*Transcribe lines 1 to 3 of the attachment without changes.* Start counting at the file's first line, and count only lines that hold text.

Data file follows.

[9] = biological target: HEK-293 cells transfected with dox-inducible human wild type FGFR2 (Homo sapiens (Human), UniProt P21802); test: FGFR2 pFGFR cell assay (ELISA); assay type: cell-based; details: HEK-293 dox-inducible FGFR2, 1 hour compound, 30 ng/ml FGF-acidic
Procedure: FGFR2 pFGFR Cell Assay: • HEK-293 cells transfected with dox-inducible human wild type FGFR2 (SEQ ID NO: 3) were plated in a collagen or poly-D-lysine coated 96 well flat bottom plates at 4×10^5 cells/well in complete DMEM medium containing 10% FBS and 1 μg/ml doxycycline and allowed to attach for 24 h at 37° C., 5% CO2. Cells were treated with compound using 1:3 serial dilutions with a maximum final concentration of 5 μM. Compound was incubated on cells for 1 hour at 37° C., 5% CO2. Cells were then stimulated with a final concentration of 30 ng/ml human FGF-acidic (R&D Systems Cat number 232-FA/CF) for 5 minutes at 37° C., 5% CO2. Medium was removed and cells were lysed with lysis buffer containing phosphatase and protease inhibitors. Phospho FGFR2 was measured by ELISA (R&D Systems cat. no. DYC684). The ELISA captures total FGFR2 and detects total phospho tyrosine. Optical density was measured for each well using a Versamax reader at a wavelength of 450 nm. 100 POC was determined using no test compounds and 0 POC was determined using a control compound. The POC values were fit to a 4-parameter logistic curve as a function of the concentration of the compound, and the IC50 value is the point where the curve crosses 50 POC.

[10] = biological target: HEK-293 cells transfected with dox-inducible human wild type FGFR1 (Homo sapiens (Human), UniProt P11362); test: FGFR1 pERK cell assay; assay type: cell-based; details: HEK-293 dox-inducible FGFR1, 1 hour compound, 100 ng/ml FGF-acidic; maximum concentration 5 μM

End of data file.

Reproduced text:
[9] = biological target: HEK-293 cells transfected with dox-inducible human wild type FGFR2 (Homo sapiens (Human), UniProt P21802); test: FGFR2 pFGFR cell assay (ELISA); assay type: cell-based; details: HEK-293 dox-inducible FGFR2, 1 hour compound, 30 ng/ml FGF-acidic
Procedure: FGFR2 pFGFR Cell Assay: • HEK-293 cells transfected with dox-inducible human wild type FGFR2 (SEQ ID NO: 3) were plated in a collagen or poly-D-lysine coated 96 well flat bottom plates at 4×10^5 cells/well in complete DMEM medium containing 10% FBS and 1 μg/ml doxycycline and allowed to attach for 24 h at 37° C., 5% CO2. Cells were treated with compound using 1:3 serial dilutions with a maximum final concentration of 5 μM. Compound was incubated on cells for 1 hour at 37° C., 5% CO2. Cells were then stimulated with a final concentration of 30 ng/ml human FGF-acidic (R&D Systems Cat number 232-FA/CF) for 5 minutes at 37° C., 5% CO2. Medium was removed and cells were lysed with lysis buffer containing phosphatase and protease inhibitors. Phospho FGFR2 was measured by ELISA (R&D Systems cat. no. DYC684). The ELISA captures total FGFR2 and detects total phospho tyrosine. Optical density was measured for each well using a Versamax reader at a wavelength of 450 nm. 100 POC was determined using no test compounds and 0 POC was determined using a control compound. The POC values were fit to a 4-parameter logistic curve as a function of the concentration of the compound, and the IC50 value is the point where the curve crosses 50 POC.

[10] = biological target: HEK-293 cells transfected with dox-inducible human wild type FGFR1 (Homo sapiens (Human), UniProt P11362); test: FGFR1 pERK cell assay; assay type: cell-based; details: HEK-293 dox-inducible FGFR1, 1 hour compound, 100 ng/ml FGF-acidic; maximum concentration 5 μM